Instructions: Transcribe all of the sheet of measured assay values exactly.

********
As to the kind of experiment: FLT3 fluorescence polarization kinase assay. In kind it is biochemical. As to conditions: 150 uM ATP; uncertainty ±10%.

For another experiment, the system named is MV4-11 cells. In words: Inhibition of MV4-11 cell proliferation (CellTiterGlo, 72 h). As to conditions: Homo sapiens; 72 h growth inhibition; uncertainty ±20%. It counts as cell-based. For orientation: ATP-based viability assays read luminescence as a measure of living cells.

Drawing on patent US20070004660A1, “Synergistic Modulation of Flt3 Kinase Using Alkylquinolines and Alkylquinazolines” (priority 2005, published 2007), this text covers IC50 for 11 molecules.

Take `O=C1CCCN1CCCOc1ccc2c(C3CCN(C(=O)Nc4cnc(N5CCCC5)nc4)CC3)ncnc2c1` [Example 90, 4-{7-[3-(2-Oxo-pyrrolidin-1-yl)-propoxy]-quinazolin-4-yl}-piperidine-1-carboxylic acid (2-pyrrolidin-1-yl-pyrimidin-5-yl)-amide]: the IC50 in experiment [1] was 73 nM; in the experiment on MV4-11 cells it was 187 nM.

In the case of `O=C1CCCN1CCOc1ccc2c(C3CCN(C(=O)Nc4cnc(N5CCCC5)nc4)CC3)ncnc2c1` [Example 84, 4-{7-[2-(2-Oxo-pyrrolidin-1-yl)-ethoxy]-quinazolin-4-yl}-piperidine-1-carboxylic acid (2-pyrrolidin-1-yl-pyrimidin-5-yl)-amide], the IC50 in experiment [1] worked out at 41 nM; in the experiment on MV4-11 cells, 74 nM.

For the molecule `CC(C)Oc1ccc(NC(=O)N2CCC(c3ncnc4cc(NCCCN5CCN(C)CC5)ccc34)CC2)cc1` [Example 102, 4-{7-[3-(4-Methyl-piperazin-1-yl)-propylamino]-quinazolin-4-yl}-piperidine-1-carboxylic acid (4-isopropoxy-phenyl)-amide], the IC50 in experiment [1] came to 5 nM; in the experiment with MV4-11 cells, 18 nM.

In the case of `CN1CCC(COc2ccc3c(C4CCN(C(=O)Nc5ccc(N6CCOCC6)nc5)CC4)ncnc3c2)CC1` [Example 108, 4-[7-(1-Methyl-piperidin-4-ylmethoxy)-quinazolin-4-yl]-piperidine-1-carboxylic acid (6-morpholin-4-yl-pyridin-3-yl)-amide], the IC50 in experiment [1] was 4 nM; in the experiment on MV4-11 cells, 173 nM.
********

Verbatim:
As to the kind of experiment: FLT3 fluorescence polarization kinase assay. In kind it is biochemical. As to conditions: 150 uM ATP; uncertainty ±10%.

For another experiment, the system named is MV4-11 cells. In words: Inhibition of MV4-11 cell proliferation (CellTiterGlo, 72 h). As to conditions: Homo sapiens; 72 h growth inhibition; uncertainty ±20%. It counts as cell-based. For orientation: ATP-based viability assays read luminescence as a measure of living cells.

Drawing on patent US20070004660A1, “Synergistic Modulation of Flt3 Kinase Using Alkylquinolines and Alkylquinazolines” (priority 2005, published 2007), this text covers IC50 for 11 molecules.

Take `O=C1CCCN1CCCOc1ccc2c(C3CCN(C(=O)Nc4cnc(N5CCCC5)nc4)CC3)ncnc2c1` [Example 90, 4-{7-[3-(2-Oxo-pyrrolidin-1-yl)-propoxy]-quinazolin-4-yl}-piperidine-1-carboxylic acid (2-pyrrolidin-1-yl-pyrimidin-5-yl)-amide]: the IC50 in experiment [1] was 73 nM; in the experiment on MV4-11 cells it was 187 nM.

In the case of `O=C1CCCN1CCOc1ccc2c(C3CCN(C(=O)Nc4cnc(N5CCCC5)nc4)CC3)ncnc2c1` [Example 84, 4-{7-[2-(2-Oxo-pyrrolidin-1-yl)-ethoxy]-quinazolin-4-yl}-piperidine-1-carboxylic acid (2-pyrrolidin-1-yl-pyrimidin-5-yl)-amide], the IC50 in experiment [1] worked out at 41 nM; in the experiment on MV4-11 cells, 74 nM.

For the molecule `CC(C)Oc1ccc(NC(=O)N2CCC(c3ncnc4cc(NCCCN5CCN(C)CC5)ccc34)CC2)cc1` [Example 102, 4-{7-[3-(4-Methyl-piperazin-1-yl)-propylamino]-quinazolin-4-yl}-piperidine-1-carboxylic acid (4-isopropoxy-phenyl)-amide], the IC50 in experiment [1] came to 5 nM; in the experiment with MV4-11 cells, 18 nM.

In the case of `CN1CCC(COc2ccc3c(C4CCN(C(=O)Nc5ccc(N6CCOCC6)nc5)CC4)ncnc3c2)CC1` [Example 108, 4-[7-(1-Methyl-piperidin-4-ylmethoxy)-quinazolin-4-yl]-piperidine-1-carboxylic acid (6-morpholin-4-yl-pyridin-3-yl)-amide], the IC50 in experiment [1] was 4 nM; in the experiment on MV4-11 cells, 173 nM.